Last week the nation celebrated Food Day, a movement for healthy, affordable and sustainable food. The marquee for the event was a conference entitled Future of Food 2050.
Our advisor Dr. David Katz was a guest panelist at the event, speaking alongside Eric Meade, Vice President and Senior Futurist, Institute for Alternative Futures and Andrea Thomas, SVP for sustainability at Walmart.
We had the opportunity to connect with Dr. Katz prior to the event, asking him some of our questions regarding the future of food. Here are some highlights:
Butter Beans: What will the role of the lunch server be? Will there be an educational component to school cafeterias?
Dr. Katz: The only food options will be wholesome, mostly direct from nature, mostly plants. Education about food will be culture-wide, and by 2050 there won’t be much need for it in cafeterias anymore.
Butter Beans: Will nutrition education be incorporated into state and national education standards?
Dr. Katz: Yes. Food literacy will be as important and universal as any other kinds of literacy. There will be gaps, as there are with literacy, but not for want of embracing it as a priority.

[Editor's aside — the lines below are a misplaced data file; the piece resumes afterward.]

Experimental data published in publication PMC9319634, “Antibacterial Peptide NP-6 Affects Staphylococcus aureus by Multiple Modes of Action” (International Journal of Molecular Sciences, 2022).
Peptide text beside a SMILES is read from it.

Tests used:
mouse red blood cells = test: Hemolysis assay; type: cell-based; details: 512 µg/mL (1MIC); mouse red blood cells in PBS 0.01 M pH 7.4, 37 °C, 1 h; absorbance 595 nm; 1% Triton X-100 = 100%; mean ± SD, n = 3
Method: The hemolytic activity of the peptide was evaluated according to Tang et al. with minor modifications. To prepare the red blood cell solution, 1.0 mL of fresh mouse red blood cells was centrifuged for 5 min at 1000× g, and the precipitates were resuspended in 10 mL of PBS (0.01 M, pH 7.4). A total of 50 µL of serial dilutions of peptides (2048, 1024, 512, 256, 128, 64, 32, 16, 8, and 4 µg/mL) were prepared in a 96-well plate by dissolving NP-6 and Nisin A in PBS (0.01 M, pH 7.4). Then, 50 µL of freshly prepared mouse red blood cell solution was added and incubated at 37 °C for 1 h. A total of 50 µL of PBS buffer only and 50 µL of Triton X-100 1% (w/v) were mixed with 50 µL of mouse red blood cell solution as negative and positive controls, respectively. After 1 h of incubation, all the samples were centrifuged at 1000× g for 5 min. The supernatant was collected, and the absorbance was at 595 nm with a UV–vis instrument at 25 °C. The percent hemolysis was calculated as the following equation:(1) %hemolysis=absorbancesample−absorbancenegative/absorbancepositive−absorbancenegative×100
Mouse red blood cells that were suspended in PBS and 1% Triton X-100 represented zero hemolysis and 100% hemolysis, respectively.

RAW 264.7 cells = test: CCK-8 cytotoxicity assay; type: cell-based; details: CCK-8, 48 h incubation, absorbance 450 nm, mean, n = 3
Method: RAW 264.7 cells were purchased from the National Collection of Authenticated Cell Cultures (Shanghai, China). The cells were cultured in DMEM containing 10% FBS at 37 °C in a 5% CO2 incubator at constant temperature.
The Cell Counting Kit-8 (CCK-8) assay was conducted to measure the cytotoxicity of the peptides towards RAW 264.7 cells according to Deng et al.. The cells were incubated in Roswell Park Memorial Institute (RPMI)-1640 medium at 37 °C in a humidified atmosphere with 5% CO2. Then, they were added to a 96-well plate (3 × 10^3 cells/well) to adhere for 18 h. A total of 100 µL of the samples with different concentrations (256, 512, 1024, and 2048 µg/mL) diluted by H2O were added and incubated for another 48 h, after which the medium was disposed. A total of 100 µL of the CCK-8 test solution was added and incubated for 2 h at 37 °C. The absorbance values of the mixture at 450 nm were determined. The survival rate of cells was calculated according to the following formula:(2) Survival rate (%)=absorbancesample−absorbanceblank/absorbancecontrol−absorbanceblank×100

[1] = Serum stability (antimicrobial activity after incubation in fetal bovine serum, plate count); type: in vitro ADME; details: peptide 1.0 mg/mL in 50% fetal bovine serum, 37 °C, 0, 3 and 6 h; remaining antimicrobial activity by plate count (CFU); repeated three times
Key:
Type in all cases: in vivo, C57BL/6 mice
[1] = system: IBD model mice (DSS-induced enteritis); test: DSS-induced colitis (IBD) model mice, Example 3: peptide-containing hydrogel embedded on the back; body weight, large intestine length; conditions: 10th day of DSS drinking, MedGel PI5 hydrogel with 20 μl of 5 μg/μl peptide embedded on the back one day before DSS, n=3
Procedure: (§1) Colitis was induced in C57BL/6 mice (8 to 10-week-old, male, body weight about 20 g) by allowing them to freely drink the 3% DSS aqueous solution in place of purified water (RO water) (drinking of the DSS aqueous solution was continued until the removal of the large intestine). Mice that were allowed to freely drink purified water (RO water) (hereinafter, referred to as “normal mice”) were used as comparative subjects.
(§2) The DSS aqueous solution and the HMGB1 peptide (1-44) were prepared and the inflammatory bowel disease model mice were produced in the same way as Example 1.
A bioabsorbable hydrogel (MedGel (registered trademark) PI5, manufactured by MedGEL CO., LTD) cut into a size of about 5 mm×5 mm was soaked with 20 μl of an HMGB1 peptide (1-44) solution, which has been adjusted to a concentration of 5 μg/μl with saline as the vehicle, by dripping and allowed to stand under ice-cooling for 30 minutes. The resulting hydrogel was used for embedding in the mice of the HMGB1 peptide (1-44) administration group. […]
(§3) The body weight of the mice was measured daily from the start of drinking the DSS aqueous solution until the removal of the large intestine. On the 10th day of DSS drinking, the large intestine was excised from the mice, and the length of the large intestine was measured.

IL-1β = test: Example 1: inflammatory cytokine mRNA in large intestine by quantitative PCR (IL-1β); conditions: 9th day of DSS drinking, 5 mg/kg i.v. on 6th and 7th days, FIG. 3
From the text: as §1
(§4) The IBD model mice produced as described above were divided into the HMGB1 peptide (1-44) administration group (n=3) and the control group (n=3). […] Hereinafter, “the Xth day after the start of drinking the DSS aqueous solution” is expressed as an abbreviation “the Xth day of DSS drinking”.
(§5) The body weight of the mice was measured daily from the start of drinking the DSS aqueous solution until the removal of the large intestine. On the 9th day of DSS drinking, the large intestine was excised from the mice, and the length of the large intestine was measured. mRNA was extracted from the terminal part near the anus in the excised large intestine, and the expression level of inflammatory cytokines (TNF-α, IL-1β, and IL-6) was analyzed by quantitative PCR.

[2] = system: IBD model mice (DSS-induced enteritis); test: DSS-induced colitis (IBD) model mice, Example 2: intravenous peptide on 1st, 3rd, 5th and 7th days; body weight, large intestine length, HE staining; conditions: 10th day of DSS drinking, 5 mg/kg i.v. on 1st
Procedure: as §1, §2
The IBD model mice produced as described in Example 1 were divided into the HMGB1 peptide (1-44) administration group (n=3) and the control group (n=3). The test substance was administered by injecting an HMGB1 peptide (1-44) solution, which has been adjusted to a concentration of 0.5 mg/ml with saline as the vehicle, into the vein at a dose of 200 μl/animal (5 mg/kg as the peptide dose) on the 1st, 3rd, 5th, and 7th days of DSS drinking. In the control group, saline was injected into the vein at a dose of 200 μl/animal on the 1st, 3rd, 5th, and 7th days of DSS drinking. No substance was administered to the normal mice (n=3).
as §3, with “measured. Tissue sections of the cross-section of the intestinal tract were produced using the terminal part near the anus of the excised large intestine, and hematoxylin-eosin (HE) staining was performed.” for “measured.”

Butter Beans: What will Myplate look like in 2050? What will the ratio of meat:vegetables be?
Dr. Katz: Meat will be optional/discretionary. MyPlate will no longer exist because the government will have acknowledged its conflicts of interest, and outsourced dietary guidelines to an independent organization such as IOM.
Butter Beans: How do you see the role of nutrition and food education evolving in schools and government policy?
Dr. Katz: The primary driver of dietary change will be culture change, and that in turn will change the food environment. Good choices will be easy choices, and often the only choices – reducing the burden on the educational system. But education about food choice, food important, food effects, food selection, and food preparation will be universal because these will be considered basic, modern survival skills.
Dr. Katz also noted that, “In the case of food, much depends on whether we make decisions while we still have options, or have decisions imposed on us because our options have run out. 2050 will look one way if we choose to update our culture, and quite another if we wait for demographic, economic, health and ecological calamities to make our choices for us.”
What will the state of our food system look like in 2050? Dr. Katz reflected that if our culture deemed that our health mattered as much as our wealth, you would see investments in our health increase.
Dr. Katz believes that we have to find ways to get our culture to think of health as a form of wealth, and not address health issues after they have manifested themselves, rather address them beforehand. He promotes prevention as a solution to health problems down the road, and in his vision of 2050 we are all much better off than we are now, as long as our culture collectively decides, and acts on creating a better food future for all.
Photo courtesy of trendhunter.com and usda.gov